Charge Movement and Theories of Prosecutors
Ronald F. Wright
Wake Forest University - School of Law
Rodney L. Engen
North Carolina State University - Department of Sociology and Anthropology
Marquette Law Review, Forthcoming
Wake Forest Univ. Legal Studies Paper No. 1034219
The charges filed at the start of a criminal case often move down to less serious charges that form the basis for a guilty plea and conviction. In this symposium essay, we build on our earlier work on charge movement based on data from North Carolina. After noting that charges move at different rates for different crimes, we explain the differences among crimes by looking to the structure of the substantive criminal law. In particular, our account relies on the concept of -depth- in a criminal code. The depth of a criminal code measures the number of plausible criminal charges that are available to the prosecution and defense as they negotiate a guilty plea. Groups of crimes that offer deeper options to the negotiators (such as the many versions of assault) produce more frequent charge movement.
For a variety of reasons, plea negotiators treat the felony-misdemeanor line as a major hurdle to cross. We explore here the effects of depth of felony charging options on the felony-misdemeanor dividing line: the deeper the felony options available, the less likely prosecutors are to agree to a misdemeanor outcome.
In the last half of this essay, we shift our focus to the theoretical and normative questions connected to charge movement. Assuming that the structure of the criminal code does affect charge movements, what does this mean for our accounts of criminal prosecutors and criminal codes? Should we favor changes to criminal codes that make charge movement easier?
Any evaluation of legal tools, such as the structure of a legal code, will depend on our expectations about the users of those tools - here, the prosecutors. The desirability of charge movement will differ for those who employ different theories of decision making by prosecutors. In particular, we distinguish here between the "who and what" dimensions in theories of prosecutors' decision-making.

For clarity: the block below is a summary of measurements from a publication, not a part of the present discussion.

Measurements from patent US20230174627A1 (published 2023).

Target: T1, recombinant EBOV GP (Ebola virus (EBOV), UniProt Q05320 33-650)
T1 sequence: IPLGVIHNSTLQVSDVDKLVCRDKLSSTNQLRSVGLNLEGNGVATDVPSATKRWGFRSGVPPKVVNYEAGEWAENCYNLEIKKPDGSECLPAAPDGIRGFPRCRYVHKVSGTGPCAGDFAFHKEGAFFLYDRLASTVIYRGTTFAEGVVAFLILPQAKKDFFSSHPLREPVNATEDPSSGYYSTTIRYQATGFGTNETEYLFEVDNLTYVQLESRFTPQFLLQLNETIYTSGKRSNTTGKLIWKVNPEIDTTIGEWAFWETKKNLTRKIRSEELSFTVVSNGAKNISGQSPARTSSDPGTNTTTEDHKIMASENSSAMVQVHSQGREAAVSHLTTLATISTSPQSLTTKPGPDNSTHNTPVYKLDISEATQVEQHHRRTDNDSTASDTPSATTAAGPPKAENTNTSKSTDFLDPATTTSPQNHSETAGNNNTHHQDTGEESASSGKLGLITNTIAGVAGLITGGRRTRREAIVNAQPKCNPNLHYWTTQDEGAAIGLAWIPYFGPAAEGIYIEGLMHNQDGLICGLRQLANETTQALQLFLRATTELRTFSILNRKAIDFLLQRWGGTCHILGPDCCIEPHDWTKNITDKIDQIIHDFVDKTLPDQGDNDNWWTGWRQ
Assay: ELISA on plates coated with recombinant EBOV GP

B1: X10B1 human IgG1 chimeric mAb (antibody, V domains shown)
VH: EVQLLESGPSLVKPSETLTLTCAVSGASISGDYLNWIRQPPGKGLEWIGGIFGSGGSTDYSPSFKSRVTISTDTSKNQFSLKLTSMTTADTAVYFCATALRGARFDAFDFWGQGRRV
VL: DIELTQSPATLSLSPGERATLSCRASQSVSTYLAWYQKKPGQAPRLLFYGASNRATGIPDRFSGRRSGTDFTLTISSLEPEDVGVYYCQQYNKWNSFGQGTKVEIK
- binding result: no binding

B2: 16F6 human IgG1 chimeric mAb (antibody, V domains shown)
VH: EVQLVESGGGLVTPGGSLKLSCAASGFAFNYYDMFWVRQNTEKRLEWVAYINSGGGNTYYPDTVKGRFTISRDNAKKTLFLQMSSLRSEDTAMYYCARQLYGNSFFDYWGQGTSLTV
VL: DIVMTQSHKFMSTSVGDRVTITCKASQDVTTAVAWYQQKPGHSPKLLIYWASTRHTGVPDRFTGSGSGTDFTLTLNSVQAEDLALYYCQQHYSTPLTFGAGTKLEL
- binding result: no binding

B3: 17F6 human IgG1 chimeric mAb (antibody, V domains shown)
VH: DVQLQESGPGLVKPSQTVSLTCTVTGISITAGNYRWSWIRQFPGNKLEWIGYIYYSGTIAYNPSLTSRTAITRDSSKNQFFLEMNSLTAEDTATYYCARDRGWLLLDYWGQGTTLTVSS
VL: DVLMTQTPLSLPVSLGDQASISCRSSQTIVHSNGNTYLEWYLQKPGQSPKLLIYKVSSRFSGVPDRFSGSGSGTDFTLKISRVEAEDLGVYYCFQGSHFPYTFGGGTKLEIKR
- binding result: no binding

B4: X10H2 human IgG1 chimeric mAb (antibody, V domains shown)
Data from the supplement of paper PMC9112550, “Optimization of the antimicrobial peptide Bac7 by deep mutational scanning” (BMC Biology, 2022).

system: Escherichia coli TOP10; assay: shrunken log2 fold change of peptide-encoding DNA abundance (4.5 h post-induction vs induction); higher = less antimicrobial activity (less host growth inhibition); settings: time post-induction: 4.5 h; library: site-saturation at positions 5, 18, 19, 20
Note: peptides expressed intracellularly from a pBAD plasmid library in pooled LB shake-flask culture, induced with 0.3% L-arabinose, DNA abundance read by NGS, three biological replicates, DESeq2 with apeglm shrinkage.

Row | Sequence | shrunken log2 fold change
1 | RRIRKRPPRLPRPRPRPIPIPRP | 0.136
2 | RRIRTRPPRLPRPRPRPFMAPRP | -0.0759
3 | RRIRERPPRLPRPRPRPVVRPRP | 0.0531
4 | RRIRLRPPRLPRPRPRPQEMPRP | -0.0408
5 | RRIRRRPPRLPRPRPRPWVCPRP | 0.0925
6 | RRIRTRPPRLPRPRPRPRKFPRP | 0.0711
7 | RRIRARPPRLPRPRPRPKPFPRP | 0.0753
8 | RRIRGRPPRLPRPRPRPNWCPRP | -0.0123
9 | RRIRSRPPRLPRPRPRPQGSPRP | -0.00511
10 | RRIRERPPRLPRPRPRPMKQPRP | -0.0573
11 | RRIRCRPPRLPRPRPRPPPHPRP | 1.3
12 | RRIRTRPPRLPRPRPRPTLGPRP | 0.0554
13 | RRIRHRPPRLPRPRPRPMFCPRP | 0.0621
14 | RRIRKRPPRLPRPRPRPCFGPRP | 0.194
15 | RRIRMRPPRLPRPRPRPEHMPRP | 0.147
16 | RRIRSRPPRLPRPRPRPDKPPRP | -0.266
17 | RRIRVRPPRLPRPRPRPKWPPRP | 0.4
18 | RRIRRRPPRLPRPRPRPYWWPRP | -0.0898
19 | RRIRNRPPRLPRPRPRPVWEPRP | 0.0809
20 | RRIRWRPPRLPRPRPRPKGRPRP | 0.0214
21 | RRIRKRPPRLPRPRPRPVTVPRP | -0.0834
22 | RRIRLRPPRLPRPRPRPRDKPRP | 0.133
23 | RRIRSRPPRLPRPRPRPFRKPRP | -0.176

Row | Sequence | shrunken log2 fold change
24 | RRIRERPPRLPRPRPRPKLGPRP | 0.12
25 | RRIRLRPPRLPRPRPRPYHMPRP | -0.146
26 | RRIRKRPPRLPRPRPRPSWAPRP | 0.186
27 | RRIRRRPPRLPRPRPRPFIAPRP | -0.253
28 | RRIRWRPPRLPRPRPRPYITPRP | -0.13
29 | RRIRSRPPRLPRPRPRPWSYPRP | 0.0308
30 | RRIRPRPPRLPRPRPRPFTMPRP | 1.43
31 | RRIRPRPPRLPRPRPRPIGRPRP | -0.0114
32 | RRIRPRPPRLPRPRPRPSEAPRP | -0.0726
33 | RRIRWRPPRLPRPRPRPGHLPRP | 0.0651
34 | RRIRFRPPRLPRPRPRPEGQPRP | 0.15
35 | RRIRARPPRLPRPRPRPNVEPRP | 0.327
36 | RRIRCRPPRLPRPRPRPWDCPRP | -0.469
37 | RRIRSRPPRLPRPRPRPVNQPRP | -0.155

Some accounts of prosecution emphasize the power relationships among the people in the prosecutor's office and the relationships between prosecutors and other actors in criminal justice. These theories ask, "Who decides on criminal prosecutions?" For these "who" theories, charge movement is generally negative because it obscures accountability, making it difficult to appreciate which of the actors is making the truly relevant choices.
Theoretical accounts of the prosecutor's work also build on assumptions about the objectives of individual prosecutors. These accounts try to answer a common question: "What does the prosecutor want to accomplish and what considerations affect how the prosecutor pursues those goals?" For these "what" theories of prosecution, charge movement is neither positive nor negative in itself. If one assumes the prosecutor is likely to maximize public goods, then charge movements can help the prosecutor do more of a good thing. At the other extreme, if prosecutorial discretion is seen as arbitrary, then excessive charge movement may be seen as a source of injustice.
Number of Pages in PDF File: 30
Keywords: Prosecutors, Plea Bargaining, Charge Bargaining, Sentencing
JEL Classification: K14, K42
Date posted: December 2, 2007
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